Saturday, September 23, 2023
Saturday, September 23, 2023
HomeBusinessIndia must consider Satellite monitoring to track Methane Emissions

India must consider Satellite monitoring to track Methane Emissions

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The imminent impact of climate change can be managed only when we address all GHGs of which Methane has been recognized to be the one giving immense benefit in short time frame.  Tracking methane emissions from their root sources can provide the impetus to take appropriate actions. 

Recently, the UN Framework Convention on Climate Change launched the Methane Alert and Response System (MARS) at the 27th Conference of Parties (COP27) in Sharm El-Sheikh, Egypt. The Methane alert and response system aims to provide information on methane emissions from various sectors and the detection of methane hotspots, helping the government take mitigation measures.  

Empirical satellite data can provide a comprehensive view of methane emissions from various sources, including oil and gas operations and waste management. This information can help policymakers and the private sector develop targeted strategies to trap methane emissions. 

Using real-time satellite data, India can identify methane hotspots, reducing emissions immediately and improving policy-making in India by using empirical satellite data and technology development. Currently, India is pursuing a low-carbon economy and intends to curb methane emissions from oil and gas operations, coal mining, landfills, and transportation as part of its carbon neutrality goal. Understanding sources will also encourage technology development, innovation and implementation which will provide economic benefits too as Methane is a good energy source.  

Tracking is the key to improving Methane leakage control from any sector. 

Due to rapid development in India, methane emissions are expected to increase, so curbing and utilising them should be a priority. It is high time that India introduces policy and financial incentives to promote the use of methane detection and use of cost-effective technologies to  promote public-private partnerships to build capacity in the sector. 

Oil and gas operations, coal mining, and waste management should be top priorities because they have the capacity to take immediate mitigation measures effectively with low-cost, sustainable technological solutions.    

India is transitioning to diversify its energy portfolio and increasing the contribution of renewable energy sources, such as solar and wind power, which are clean and sustainable and mitigate Methane.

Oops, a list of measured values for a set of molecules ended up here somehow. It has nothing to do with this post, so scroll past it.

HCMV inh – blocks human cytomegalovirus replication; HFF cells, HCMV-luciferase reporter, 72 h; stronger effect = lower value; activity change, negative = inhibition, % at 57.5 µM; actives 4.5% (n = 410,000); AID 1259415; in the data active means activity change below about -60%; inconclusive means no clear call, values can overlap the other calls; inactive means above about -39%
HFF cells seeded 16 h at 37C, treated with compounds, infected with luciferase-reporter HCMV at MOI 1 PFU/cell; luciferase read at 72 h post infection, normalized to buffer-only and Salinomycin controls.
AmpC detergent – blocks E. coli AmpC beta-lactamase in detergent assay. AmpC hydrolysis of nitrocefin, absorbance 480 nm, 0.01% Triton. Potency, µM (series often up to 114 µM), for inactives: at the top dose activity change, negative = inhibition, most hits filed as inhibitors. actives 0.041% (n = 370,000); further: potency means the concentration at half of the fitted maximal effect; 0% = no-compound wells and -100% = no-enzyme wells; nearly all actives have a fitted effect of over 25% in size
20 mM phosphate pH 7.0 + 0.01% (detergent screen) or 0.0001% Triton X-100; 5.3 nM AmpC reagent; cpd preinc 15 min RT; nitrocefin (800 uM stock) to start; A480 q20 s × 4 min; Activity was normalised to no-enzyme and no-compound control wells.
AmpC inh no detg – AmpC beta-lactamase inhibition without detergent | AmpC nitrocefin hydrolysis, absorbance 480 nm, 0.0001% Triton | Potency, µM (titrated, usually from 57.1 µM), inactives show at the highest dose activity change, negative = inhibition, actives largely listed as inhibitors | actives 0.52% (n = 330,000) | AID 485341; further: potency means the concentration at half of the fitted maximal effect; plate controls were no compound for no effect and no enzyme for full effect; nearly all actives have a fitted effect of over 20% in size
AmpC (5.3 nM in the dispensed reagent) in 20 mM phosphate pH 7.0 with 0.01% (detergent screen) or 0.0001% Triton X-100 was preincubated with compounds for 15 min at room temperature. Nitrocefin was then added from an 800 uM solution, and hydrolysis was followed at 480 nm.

Methane can be a great opportunity for public and private partnerships, wherein   reduction  up to 15% of industrial methane is possible in conjunction with technology intervention and social scientific conversation.  

Furthermore, it is crucial to involve Policy Maker and stakeholders in the decision-making process to ensure the success and sustainability of these initiatives. This can be achieved through effective communication and education campaigns that raise awareness about the importance of reducing methane emissions.  

Proper management of methane emissions will not only benefit the environment but also improve public health, safety besides providing economic benefits. 

Methane is the primary component of natural gas, which is responsible for about 30% of the Earth’s warming. Methane (CH₄) concentrations in the atmosphere have more than doubled since pre-industrial times. (CH₄) is the second-leading cause of climate change after carbon dioxide (CO2), rising to 1.5 degrees Celsius or likely 2 degrees Celsius. 

Methane remains in the atmosphere for about 12 years, and its global warming potential is 84 times greater than that of carbon dioxide (CO2) over 100 years, making it a more potent greenhouse gas. 

India’s vision of carbon neutrality necessitates a comprehensive approach to mitigating methane emissions by supplementing its existing Paris Agreement commitments with the development of new sustainable methane  strategies to achieve its carbon neutrality goal, should consider introducing a methane-based waste management and reduction framework with targets for managing methane emissions to reach its carbon neutrality goals by 2070. 

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